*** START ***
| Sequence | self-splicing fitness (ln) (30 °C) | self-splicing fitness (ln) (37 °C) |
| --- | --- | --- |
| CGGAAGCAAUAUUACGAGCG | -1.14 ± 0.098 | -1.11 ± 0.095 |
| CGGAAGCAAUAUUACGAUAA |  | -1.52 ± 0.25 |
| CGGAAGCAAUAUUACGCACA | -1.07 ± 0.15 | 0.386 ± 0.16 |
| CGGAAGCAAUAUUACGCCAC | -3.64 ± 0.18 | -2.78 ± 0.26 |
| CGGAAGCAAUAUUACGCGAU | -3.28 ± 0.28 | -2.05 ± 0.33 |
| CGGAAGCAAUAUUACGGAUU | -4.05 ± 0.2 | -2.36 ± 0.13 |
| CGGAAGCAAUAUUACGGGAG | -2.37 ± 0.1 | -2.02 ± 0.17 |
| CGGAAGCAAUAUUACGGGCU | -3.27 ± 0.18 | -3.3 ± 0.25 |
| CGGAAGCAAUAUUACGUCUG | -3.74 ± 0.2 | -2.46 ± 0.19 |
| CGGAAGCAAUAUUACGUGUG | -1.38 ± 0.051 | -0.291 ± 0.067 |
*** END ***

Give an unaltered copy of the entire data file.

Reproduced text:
| Sequence | self-splicing fitness (ln) (30 °C) | self-splicing fitness (ln) (37 °C) |
| --- | --- | --- |
| CGGAAGCAAUAUUACGAGCG | -1.14 ± 0.098 | -1.11 ± 0.095 |
| CGGAAGCAAUAUUACGAUAA |  | -1.52 ± 0.25 |
| CGGAAGCAAUAUUACGCACA | -1.07 ± 0.15 | 0.386 ± 0.16 |
| CGGAAGCAAUAUUACGCCAC | -3.64 ± 0.18 | -2.78 ± 0.26 |
| CGGAAGCAAUAUUACGCGAU | -3.28 ± 0.28 | -2.05 ± 0.33 |
| CGGAAGCAAUAUUACGGAUU | -4.05 ± 0.2 | -2.36 ± 0.13 |
| CGGAAGCAAUAUUACGGGAG | -2.37 ± 0.1 | -2.02 ± 0.17 |
| CGGAAGCAAUAUUACGGGCU | -3.27 ± 0.18 | -3.3 ± 0.25 |
| CGGAAGCAAUAUUACGUCUG | -3.74 ± 0.2 | -2.46 ± 0.19 |
| CGGAAGCAAUAUUACGUGUG | -1.38 ± 0.051 | -0.291 ± 0.067 |